About a year ago the keyboard on my second Treo 650 was failing from heavy usage and I was beginning to shop around for a new phone. Fortunately my boss at the time had just upgraded to the 3G iPhone and offered me his first generation iPhone to try out. I inserted my simcard, thinking I was only taking it for a test drive and was quickly hooked. The benefits were obvious, ease of use, the beautiful large screen, the cool “feel” of the touch screen, not to mention the integrated iPod.
Migrating from a Treo 650, I saw some big drawbacks too. There was no cut and paste and no multimedia messaging (MMMS), which I’d even used on my Treo to send my mom the first picture she ever saw of my daughter when she was born in 2007. I also missed the feature of being able to instantly send any of my contacts via email. Other than that, I was blown away by the iPhone and still use that phone to this day. Yes, of course I would like to upgrade to a 32 GB 3GS, but I’m holding off for now. More on that in a future post.
As someone who’s worked on high tech consumer product releases for the last 12 years what I think is so impressive about Apple is how they not only launch great version one products, but they’ve figured out how to gather customer feedback and quickly incorporate that feedback into their development cycle, addressing all major customer concerns in the next release.
The dataspeed on the original iPhone was slow and there was no GPS. Enter the iPhone 3G (I’m guessing Apple could’ve gotten out a 3G iPhone right out of the gate, but they had to give AT&T some time to build out their network in the U.S.)
iPhone OS 3.0 released in June of this year addressed all of my major concerns and it was a free upgrade for my existing phone. OS 3.0 added support for cut, copy, & paste, MMS, and even the send contact feature I’d been missing. And the problems Apple couldn’t solve in software for their existing iPhones, they fixed in hardware with the 3GS, which offers a faster processor, better battery life, video capture, and a 32 GB model to store more music, photos, and all the video you’ll be shooting with the camera.
I admit it. I still buy CDs. I’ve been disheartened by the decline of the brick and mortar CD stores, first Tower Records and then Virgin Megastores. Those places used to be an oasis for a music lover like me. One of my favorite activities was browsing the isles, slipping on the headphones connected to the in-store displays of featured albums, and listening to a few tracks. Time seemed to fly by when I was CD shopping and it was one of the best ways to kill time before an appointment.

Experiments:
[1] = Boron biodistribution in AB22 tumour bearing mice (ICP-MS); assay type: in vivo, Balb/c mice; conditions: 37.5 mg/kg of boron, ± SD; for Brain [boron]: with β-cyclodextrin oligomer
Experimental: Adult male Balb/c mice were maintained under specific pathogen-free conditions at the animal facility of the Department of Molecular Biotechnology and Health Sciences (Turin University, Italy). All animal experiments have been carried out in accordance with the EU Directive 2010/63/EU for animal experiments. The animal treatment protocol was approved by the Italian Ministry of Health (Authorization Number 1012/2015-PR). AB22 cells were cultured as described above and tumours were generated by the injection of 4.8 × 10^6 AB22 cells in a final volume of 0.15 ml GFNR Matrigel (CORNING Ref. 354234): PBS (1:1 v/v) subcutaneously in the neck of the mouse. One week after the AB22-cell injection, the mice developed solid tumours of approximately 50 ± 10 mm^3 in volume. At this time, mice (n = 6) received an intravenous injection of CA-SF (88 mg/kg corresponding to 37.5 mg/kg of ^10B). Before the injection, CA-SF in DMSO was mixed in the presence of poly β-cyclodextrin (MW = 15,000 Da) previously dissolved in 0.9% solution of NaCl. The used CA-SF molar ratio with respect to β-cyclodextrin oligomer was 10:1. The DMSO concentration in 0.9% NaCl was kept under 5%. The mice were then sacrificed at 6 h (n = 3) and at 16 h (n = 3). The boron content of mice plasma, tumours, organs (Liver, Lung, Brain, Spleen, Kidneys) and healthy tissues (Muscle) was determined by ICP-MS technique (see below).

Despite the fewer outlets where I can buy them, I still buy CDs. Am I a dinosaur? I like to think of myself not as a dinosaur, but as an audiophile and as I wrote in my previous entry I believe I can hear the difference between CDs and even 320 Kbps MP3s on my home stereo system. Of course, I also buy tracks from iTunes, but typically only when I really want one song and want the immediate gratification of having it within a few minutes. If I like a song, typically I’ll want to hear more by that artist, which means waiting and buying the whole physical CD containing the song that got me interested in the artist.
I also like to read liner notes to correctly understand the lyrics to songs as well as discover all the many musicians, producers, and sound engineers involved in making a recording. I liked hearing the news that Apple is working with four major record labels to add enhanced liner notes to digital downloads from the iTunes store.
My current process for obtaining music and getting it into my mobile music collection is the following:
1) Buy CD
2) Rip CD at the highest quality settings to FLAC (Free Lossless Audio Codec) using dBpoweramp http://www.dbpoweramp.com/. I store these in my FLAC directory on my external hard drive which is organized by artist with album subdirectories. FLAC provides a backup of my music collection should I ever lose a CD or should it become scratched.
3) Convert the FLAC files to 320 Kbps MP3 using the LAME encoder in dBpoweramp Batch Converter. I store these in an MP3 directory on my external hard drive organized by artist with album subdirectories.
4) Import the MP3 files into iTunes using File—> Add Folder to Library and selecting the folder for the MP3s I created in Step 3.
5) Sync with my 160 GB iPod Classic and iPhone (when there’s room)
I wonder how long it will be before I can download a CD quality lossless audio file from the iTunes store? Once that happens I’ll probably finally stop buying CDs and not have to go through steps 1-5